The Middle Ordovician of northeastern Tennessee comprises two stratigraphically and paleoenvironmentally discrete sedimentary packages. In the northwest, the Chickamauga Group, which can be further subdivided into nine formations, is primarily composed of shallow-water carbonate-platform deposits formed during the transgression of the early Middle Ordovician sea. Water depths normally were no greater than about 50 m, usually less. Greatest depths were probably present in the southeastern parts of the platform, where deeper-water (below wave base) reef complexes developed. Farther southeast, partially equivalent Middle Ordovician deposits, comprising at least five distinct formations, exhibit considerably more lithologic and paleoenvironmental diversity. These deposits include a relatively thin basal sequence of shallow-marine carbonates overlain by deep-water, hemipelagic carbonates and turbiditic shales and siltstones. Maximum depths of water in this region were on the order of 700 m.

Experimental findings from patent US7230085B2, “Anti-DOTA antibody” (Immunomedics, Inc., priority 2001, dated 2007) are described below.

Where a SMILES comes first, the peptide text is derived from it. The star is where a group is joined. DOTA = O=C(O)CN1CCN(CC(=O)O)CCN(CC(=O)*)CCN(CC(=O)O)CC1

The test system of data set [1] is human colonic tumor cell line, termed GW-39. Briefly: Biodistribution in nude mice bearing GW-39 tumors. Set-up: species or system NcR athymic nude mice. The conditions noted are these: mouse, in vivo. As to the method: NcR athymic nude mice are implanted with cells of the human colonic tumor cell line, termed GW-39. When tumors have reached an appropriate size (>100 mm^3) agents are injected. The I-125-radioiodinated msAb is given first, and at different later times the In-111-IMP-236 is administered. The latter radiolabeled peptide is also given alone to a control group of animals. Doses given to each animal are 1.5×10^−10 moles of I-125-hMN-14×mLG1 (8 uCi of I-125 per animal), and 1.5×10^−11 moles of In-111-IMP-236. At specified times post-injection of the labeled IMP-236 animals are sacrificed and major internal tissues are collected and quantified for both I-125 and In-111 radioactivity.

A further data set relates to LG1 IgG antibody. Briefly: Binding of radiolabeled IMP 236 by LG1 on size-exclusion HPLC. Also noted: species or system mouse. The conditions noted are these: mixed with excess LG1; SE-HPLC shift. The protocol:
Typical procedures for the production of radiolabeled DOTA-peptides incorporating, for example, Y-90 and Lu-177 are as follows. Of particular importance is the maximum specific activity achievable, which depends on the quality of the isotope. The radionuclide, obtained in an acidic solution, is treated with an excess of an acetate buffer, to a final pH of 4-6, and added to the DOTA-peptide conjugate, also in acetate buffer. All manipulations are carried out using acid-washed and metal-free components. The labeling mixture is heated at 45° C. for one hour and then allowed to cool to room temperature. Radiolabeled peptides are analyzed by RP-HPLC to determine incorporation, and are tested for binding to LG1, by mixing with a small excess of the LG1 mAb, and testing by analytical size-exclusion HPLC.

The earliest recognizable stage in the history of this paleoenvironmentally complex sequence is associated with the development of a shallow-water carbonate platform in the southeastern-most part of the area (Whiterockian time). Subsequent rapid downwarping in this area resulted in the drowning of the platform and the formation of a starved, deep-water, foreland basin in which hemipelagic carbonates and related slope deposits began to accumulate. The final phase of tectonic movement in the area was associated with the nearly isochronous flooding of exposed Lower Ordovician sediments (Knox Group) to the northwest. This event, which marked the beginning of deposition of the Chickamauga Group, was associated with the first introduction of eastwardly derived turbidites into the basin. Continued infilling of the basin was initially coupled with a gradual deepening trend on the carbonate platform to the northwest. Eventually, the basin was filled to the point at which terrigenous material began to be effectively transported across the basin and onto the platform. Associated with this terrigenous influx, an initial deepening, related to a reduction in carbonate production, was followed by gradual shallowing on the platform. Continued terrigenous input and shallowing ultimately resulted in the development of terrigenous-carbonate tidal flats throughout the area.

The Tennessee Middle Ordovician contains a sequence of depositional facies that detail the developmental history of a foreland basin in an active margin setting. Recognition of similar sequences elsewhere may be used to infer analogous depositional settings and tectonic styles.

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